auction, Auction Law, auctioneer, auctioneers, auctions, court, legislature, may, must, shall, should, Timothy J. Kelly, will
Auctioneers are confronted with any number of laws. Legislators author bills that become law when a governor or the President signs (or is overridden by the same legislature.) Courts also make laws [common law] oftentimes needing to clarify previously enacted statutes.
Relatedly, District Judge Timothy J. Kelly remarked in a recent ruling:
… “although ‘shall’ is usually understood as mandatory,” the word is “a semantic mess” and is sometimes used “to mean ‘should,’ ‘will,’ or even ‘may.’”District Judge Timothy J. Kelly, May 1, 2022
This can make life as an auctioneer (or any other person) somewhat confusing if a law says you shall do something. What exactly does “shall” mean? Judge Kelly concludes it’s not conclusive.
As I’ve argued repeatedly that the best strategy for any auctioneer is to stay out of court — and to do that, good behavior is probably the best antidote. https://mikebrandlyauctioneer.wordpress.com/2018/07/26/auctioneers-you-want-win-in-court-or-stay-out-of-court/.
You see, whatever the statute says — or even what the legislature’s intent was — a court can rule in some other fashion. There is an unnecessary risk anytime you are in court, versus staying out of court. For one such example, we testified concerning what “explicit” meant in regard to changing an auction from “with reserve” to “without reserve” where such was used in not just this case, but another related case.
I have some insight into this as I’ve tried to help auctioneers who found themselves in court, as well as buyers and sellers clearly wronged by auctioneers. This service started in 2010 and continues today with cases all across the United States and in a handful of foreign countries.
Importantly, I’ve not been a party to any auctioneer-related lawsuit, and instead merely been hired to assist either the plaintiff or defendant. https://mikebrandlyauctioneer.wordpress.com/2018/08/06/helping-auctioneers-or-the-auction-industry/. I think it’s reasonable to assume if these parties didn’t hire me, they would hire someone else?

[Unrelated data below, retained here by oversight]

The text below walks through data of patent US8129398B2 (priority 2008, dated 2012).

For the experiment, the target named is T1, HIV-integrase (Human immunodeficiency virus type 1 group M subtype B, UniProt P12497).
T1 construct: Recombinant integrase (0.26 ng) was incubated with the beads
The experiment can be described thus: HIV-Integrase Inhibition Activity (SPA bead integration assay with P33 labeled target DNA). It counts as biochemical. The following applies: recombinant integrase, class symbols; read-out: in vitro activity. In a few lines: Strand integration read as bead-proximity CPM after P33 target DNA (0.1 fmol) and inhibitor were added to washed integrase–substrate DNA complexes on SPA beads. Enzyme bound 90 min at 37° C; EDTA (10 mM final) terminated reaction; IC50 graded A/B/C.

In fact, numerous times (in nearly 45 total cases thus far) both sides — plaintiff and defendant — wanted to hire me, and so the one [late to the …] party had to secure another expert witness. Some of you reading this have possibly been or know that “other expert witness …”
Many say auctions are “fast, fun, and transparent” and we couldn’t agree more — that they always should be. However, many auctioneers have “fast, not fun, and not transparent” confused with the above. One such treatise we wrote earlier this year focused exclusively on “better behavior” https://mikebrandlyauctioneer.wordpress.com/2022/01/27/17-ways-to-avoid-unnecessary-risks/.
Most notably, and contrary to other advice:
- Provide a safe environment for your bidders.
- Make your terms and conditions readable, and understandable.
- Set registration requirements prior to the auction, and don’t vary thereafter.
- Say “Sold!” and mean it.
We explored these four points in more detail with context here: https://mikebrandlyauctioneer.wordpress.com/2021/12/26/auctioneer-has-the-right-to-do-whatever/. It seems clear to us you should not think you have the right to do “whatever.”
Finally, an important note for (the majority of) those auctioneers who are conservative textualists … any law or rule involves words, which have to be interpreted by someone. As we noted here, what does “shall” mean? What does “explicit” mean?
For that matter, what does “life” mean? What does “liberty” mean? What does “happiness” mean? I’m all for “life, liberty, and the pursuit of happiness” as I interpret these concepts. However, with a society far different than that of our founding fathers, what do these same words actually mean today?
Mike Brandly, Auctioneer, CAI, CAS, AARE has been an auctioneer and certified appraiser for over 30 years. His company’s auctions are located at Mike Brandly, Auctioneer, Brandly Real Estate & Auction, and Goodwill Columbus Car Auction. He serves as Distinguished Faculty at Hondros College, Executive Director of The Ohio Auction School, and an Instructor at the National Auctioneers Association’s Designation Academy and Western College of Auctioneering. He is faculty at the Certified Auctioneers Institute held at Indiana University and is approved by The Supreme Court of Ohio for attorney education.